Archives For Community Connection

Below is an article by Patrick Cone, one of Storyline’s house church leaders (for the Victor Church), relaying some of the work they’ve done to get involved in the community and work for justice. I love the way working for justice attracts and connects us to those who are searching for God.


As stated on its website, Storyline Christian Community lives to discover its place in God’s story through dependence on God, mission, life change and genuine relationships.

One way we do this is through our justice initiatives. Each house church chooses an area in which they think they can be of use in the community around them.

The Victor house church has chosen the Ferguson Road Initiative as our area of influence. The Ferguson Road Initiative’s mission is to “transform White Rock Hills and Greater Casa View into a safe, beautiful, prosperous and proud community by inspiring hope and working together to achieve a shared vision.”

Just 10 years ago, east Dallas’ Ferguson Road corridor was the most crime-ridden area of the city. The initiative has brought vast improvements and we want to be a part of that movement. Two of our members live in this neighborhood and the area would be a very attractive place to plant a house church in the future.

Our partnership with the initiative began in April, 2010. So far, we have adopted St. Francis Park, a large park right in the middle of the community. We meet as a church group once a month and pick up trash and try to make a difference cosmetically. We believe part of being a child of God is taking care of his creation. So far, we’ve had 90% church participation. We also have a friend who has faithfully joined us at each “justice event” to date, yet has never attended a house church gathering. We are excited about our friend’s desire to join God in his mission here in Dallas and we rejoice that his heart is for justice.

However, park clean up is just the beginning. As the school year approaches, we hope to get involved in adopting a classroom at one of the schools in the neighborhood. We have also had members get excited about mentoring, an anti-graffiti initiative and one member was even selected by the Initiative’s board to serve as event coordinator for the community-wide fall festival. This position will involve recruiting other members of the community to volunteer at the event. What a wonderful way to meet new people.

Our church family prayed and considered this opportunity for several months and in the end, we believed God was leading us to the Ferguson Road Initiative. We are excited, FRI officials are excited and we believe we can work together with the community to inspire hope in this neighborhood.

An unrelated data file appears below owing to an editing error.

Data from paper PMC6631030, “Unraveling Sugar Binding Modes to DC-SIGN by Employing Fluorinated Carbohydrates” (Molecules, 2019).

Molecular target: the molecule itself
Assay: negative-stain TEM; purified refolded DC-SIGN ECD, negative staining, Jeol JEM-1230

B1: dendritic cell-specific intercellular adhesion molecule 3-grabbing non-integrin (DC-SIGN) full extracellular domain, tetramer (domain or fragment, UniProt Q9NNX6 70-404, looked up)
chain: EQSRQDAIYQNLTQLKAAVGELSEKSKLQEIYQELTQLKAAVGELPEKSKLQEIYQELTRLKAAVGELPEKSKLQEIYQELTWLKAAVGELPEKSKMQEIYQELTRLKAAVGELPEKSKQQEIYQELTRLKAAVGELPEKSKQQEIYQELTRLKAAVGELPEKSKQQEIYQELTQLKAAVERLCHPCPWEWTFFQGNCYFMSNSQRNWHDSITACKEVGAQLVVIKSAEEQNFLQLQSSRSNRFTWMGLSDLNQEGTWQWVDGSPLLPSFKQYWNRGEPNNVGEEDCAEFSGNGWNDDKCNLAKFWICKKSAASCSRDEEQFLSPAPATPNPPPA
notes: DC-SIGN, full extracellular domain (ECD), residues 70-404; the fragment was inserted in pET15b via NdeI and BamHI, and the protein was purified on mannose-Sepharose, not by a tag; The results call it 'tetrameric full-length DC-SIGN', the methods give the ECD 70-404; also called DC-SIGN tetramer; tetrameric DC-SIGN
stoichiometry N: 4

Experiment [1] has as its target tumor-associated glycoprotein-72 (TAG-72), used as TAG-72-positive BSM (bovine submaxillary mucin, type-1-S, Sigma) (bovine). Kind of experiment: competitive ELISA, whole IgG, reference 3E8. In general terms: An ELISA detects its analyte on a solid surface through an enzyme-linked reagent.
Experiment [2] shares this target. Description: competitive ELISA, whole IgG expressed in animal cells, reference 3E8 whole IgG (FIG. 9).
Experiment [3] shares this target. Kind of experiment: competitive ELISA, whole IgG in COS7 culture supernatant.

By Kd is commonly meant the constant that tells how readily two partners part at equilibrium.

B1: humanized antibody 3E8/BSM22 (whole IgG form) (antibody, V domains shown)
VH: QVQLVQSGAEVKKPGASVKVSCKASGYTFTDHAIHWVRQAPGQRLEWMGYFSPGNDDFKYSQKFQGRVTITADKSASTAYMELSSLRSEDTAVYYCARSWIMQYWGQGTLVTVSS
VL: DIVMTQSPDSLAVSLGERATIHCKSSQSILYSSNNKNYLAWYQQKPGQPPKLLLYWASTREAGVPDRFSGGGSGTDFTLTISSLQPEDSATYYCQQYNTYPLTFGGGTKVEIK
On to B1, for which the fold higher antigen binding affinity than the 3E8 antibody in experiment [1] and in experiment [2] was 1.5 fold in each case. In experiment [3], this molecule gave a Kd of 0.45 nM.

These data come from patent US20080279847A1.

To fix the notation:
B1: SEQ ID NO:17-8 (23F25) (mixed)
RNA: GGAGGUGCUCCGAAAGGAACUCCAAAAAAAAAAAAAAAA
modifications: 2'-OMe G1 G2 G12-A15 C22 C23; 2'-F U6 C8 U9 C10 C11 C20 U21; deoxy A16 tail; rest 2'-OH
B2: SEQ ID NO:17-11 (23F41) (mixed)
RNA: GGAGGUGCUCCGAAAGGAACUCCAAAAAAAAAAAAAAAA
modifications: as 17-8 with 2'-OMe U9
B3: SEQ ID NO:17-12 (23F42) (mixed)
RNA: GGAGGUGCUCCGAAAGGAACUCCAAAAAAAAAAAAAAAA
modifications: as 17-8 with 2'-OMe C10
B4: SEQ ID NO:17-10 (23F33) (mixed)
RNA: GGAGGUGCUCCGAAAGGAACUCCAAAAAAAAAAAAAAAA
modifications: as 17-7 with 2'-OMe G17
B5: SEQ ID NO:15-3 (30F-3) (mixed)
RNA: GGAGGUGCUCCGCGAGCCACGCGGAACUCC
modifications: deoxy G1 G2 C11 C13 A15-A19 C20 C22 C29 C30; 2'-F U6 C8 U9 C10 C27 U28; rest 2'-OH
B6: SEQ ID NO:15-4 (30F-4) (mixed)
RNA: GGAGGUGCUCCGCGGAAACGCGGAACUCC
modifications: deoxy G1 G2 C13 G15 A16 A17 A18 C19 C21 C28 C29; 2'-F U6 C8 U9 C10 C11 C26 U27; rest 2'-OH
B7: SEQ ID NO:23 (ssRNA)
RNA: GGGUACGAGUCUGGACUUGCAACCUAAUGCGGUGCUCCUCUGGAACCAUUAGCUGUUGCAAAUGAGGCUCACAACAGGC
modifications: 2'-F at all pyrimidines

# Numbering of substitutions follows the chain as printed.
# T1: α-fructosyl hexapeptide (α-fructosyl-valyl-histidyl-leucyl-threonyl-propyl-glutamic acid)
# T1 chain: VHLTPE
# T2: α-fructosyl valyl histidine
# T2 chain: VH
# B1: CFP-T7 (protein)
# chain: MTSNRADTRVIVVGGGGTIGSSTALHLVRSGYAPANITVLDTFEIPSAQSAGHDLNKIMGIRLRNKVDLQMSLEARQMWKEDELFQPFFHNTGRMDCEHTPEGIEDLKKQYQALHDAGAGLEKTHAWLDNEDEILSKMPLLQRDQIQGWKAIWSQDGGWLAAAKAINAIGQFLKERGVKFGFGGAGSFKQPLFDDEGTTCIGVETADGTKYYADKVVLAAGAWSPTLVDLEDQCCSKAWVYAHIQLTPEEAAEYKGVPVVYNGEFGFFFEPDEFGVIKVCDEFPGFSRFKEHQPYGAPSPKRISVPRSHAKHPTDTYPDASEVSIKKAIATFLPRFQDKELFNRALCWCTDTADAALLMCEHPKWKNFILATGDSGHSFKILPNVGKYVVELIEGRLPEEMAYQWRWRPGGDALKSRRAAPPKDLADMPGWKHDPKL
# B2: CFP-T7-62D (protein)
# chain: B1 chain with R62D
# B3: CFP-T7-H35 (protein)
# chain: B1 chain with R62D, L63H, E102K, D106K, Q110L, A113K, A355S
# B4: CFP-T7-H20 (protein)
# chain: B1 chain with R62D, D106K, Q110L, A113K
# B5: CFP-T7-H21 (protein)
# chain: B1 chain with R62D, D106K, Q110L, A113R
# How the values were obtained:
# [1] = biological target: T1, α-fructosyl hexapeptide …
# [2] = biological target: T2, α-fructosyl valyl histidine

Storyline hosted its annual City on a Hill retreat on May 21-22. The retreat is designed to equip people who are interested in participating in God’s mission to bless and restore the world.

The focus of Friday night is, “What is God’s mission?” The focus of Saturday is “What do missional people do?”

We answer Saturday’s question, “What do missional people do?”, with five key elements. Missional people engage in five rhythms as they participate in God’s mission. They:

  1. Listen to God
  2. Engage their neighborhoods
  3. Show hospitality
  4. Work for justice
  5. Tell the story

If Storyline has a “rule of life,” it’s these five elements. These rhythms are what we center our life around as community.

I got a facebook message last weekend from Heather Amend about how the conversation about “engaging our neighborhoods” had impacted her. By engaging our neighborhoods, we mean becoming embedded in the broader community of which we are part: 1) our street; 2) our workplaces; and 3) our “third places” (social hang-outs).

The assumption is that we can no longer expect  people who are searching for connection to God to come to us. Like Jesus (cf. Luke 5:27-32), we must go to them. Further, the church should spring up ‘out there’, amongst people in our community who are searching for God – rather than extracting them from their environments and into to our “safe” church contexts.

One learning point from the conversation was the suggestion to engage the community in community – that is, not as a loner, but in conjunction with other friends on mission.